December 2021 Hickory Farms Newsletter
- Editor, Bill Berg (Farm House Ln)
By: Sean Coleman
Congratulations to the Mehrman’s for their winning Halloween yard display for the contest run by the social committee. I can't wait to see what the displays are for Christmas.
As this is the season of thanks, I want to extend a heartfelt thank you to each of the Board members for their service to the community over the past year. The current board consists of Jim Bever, Carlie Mensen, Pam Barrett, Melissa Stark, Telah Jackson, Bryan Crabtree, Bill Berg, Ken Sorg, Sarah Tropiano, and Merideth Perkins. We also have the people who help Melissa with the care of the common grounds, Jarrett Stark, Claire Coleman, Bob & Judy Cosgriff, Rich Dudley, and Bill Berg. David Tropiano manages our listserv.
The newly formed block representatives that help all of us stay better informed are Jen Spencer, Jim Bever, Justin Mensen, Lee Sottile, Alyssa Eswood, Ellen Head, Jeannette Hough, Meredith Perkins, and Sarah Tropiano. Thank you all. Also, to the 20+ neighbors who showed up to help spread mulch on the Upper Common area, thank you. That level of participation makes these necessary chores so much easier, and it is fun meeting new people or catching up with neighbors you have known for a while.
Congratulations are due to all of us. Several years ago, at the annual meeting, the community approved a budget that called for refreshing and restoring our common areas. In particular, for ridding the Upper Common area of the bamboo infestation and the rehabilitating of the area with native trees, shrubs, and flowers. As a result of that community decision this past month the neighborhood was awarded the Fairfax County Friend of Trees Award. You can read more about this award here: https://www.fairfaxcounty.gov/publicworks/tree-commission/friends-trees-awards In particular, though, thanks for the drafting of the award nomination goes to Bob Cosgriff and Melissa Stark. The County will make a video of our efforts during 2022, and when ready, we will place a link to it on the neighborhood website.
Once again, this year the Social Committee will be having a holiday decorating contest. More information is available elsewhere in the newsletter and also on the neighborhood listserv.
If you are not yet a member of the neighborhood listserv and want to join, please drop a note to David Tropiano at firstname.lastname@example.org indicating you want to join the listserv and include your preferred email address. The listserv is not advertisement, it only notifies you of Hickory Farms neighborhood-wide issues of interest.
As I write this article small snowflakes are falling, and daylight hours are very short. Both are harbingers of the holiday season. Here is wishing all of you the happiest of holiday seasons.
Changes to Hickory Farms Annual Assessment (Dues) Due Date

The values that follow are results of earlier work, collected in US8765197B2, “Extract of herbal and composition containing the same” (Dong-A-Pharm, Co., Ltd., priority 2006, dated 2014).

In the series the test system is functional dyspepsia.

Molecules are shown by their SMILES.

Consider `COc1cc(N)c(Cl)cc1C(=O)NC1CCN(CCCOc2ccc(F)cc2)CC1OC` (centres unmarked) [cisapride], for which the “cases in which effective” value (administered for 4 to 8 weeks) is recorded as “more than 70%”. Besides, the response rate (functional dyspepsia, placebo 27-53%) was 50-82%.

By: Ken Sorg
The annual assessment (yearly HOA dues) due date has moved from 31 December to 31 January. This change was approved by the Board to ease the administrative challenges with year-end collections and minimize the burden of accounting transactions across two different fiscal years.
The 2022 HFCA annual assessment is $261.00 and will be due January 31, 2022. Detailed annual assessment payment guidelines will be provided in the January HFCA newsletter.
Student Yellow Pages
If you offer services such as raking leaves, lawn mowing, babysitting, general home maintenance, dog walking, tutoring, etc., please email Bill at email@example.com to be included.
|Cody Dempster (17)||703-776-0101||Yard work, snow shoveling, housework|
|Lauren Turner (17)||Angmturn@hotmail.com||Pet Sitting|
|Shannon Turner (16)||Angmturn@hotmail.com||Pet Sitting|
|Nathan Turner (11)||Angmturn@hotmail.com||Dog walking, yard work and watering, leaf removal and snow shoveling|
|Kiera Stark (11)||firstname.lastname@example.org||Pet sitting, plant/tree watering, weed picking and leaf raking|
|Kent Codding (18)||703-317-7319||Shovel snow, yard work, leaf raking|
|Xavier Gilmer (15)||703-862-2192||Shovel snow; lawn mowing|
|George Codding (14)||703-223-4101||Snow shovel, yard work, leaf raking|
|Greysen Berg (14)||210-428-5535||Snow shovel, yard work, leaf raking|
Birds of Hickory Farms
By: Bob Cosgriff
As the days get shorter and colder, one might think that bird activity would be reduced. But the opposite is true. Because of their near-constant need to eat, birds stay very active in the winter. It takes a lot of energy-rich food to maintain their high metabolism. Insects (except for grubs buried in dead tree trunks) are off the menu, so Nature provides an assortment of nuts, seeds, and berries for hungry birds. In some cases, birds themselves are the food source for raptors such as the Cooper’s Hawk. Squirrels, too, need to be on the lookout for hawks and Barred Owls, which do sometimes hunt during the daylight hours.
Another food source comes from humans in the form of bird feeders. Here are some quick tips on what to consider if you are interested in feeding birds over the winter. It can be very entertaining to see the numbers and variety of birds that you can attract.